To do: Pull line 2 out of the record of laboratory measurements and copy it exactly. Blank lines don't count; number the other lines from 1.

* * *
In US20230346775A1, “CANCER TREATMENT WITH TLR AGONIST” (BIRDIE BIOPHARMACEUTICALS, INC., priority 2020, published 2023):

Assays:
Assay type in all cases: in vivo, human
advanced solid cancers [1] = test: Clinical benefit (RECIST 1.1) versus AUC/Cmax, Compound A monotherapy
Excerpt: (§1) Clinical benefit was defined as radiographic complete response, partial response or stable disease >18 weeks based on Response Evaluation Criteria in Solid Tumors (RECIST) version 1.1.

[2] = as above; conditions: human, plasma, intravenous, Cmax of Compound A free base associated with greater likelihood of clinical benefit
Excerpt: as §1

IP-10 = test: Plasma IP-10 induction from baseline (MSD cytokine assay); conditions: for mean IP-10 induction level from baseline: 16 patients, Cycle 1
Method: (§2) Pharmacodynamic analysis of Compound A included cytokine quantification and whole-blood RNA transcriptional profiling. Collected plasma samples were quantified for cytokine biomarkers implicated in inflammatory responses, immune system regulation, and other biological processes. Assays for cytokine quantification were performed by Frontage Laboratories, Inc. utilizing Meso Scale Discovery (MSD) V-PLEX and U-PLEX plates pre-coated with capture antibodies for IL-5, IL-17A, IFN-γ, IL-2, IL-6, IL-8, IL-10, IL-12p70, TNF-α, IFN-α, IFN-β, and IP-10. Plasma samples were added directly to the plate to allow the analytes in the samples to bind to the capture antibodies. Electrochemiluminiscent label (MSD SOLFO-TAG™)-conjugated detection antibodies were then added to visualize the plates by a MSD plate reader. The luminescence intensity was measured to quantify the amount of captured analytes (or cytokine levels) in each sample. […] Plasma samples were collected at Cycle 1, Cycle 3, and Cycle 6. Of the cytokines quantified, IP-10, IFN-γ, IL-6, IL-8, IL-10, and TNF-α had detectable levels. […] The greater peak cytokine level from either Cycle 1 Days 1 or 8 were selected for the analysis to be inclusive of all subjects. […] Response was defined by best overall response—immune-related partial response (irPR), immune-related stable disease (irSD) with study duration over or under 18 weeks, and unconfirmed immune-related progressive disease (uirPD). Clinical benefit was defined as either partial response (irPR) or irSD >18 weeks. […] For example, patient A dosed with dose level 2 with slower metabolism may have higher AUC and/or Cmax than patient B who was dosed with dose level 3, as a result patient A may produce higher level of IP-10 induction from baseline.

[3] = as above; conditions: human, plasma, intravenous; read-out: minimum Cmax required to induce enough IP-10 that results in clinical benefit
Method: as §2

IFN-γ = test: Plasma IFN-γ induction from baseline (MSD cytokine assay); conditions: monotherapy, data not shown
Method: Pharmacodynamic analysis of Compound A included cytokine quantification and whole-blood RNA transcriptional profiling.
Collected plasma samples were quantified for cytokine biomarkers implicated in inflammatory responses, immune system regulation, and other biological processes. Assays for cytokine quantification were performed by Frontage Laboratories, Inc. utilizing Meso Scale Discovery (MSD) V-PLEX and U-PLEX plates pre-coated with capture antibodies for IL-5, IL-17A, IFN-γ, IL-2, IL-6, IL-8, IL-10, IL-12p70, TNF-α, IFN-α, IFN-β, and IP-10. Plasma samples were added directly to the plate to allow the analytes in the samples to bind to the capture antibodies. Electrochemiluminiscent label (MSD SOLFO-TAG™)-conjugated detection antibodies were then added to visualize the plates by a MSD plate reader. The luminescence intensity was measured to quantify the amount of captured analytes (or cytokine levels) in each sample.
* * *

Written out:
Assays: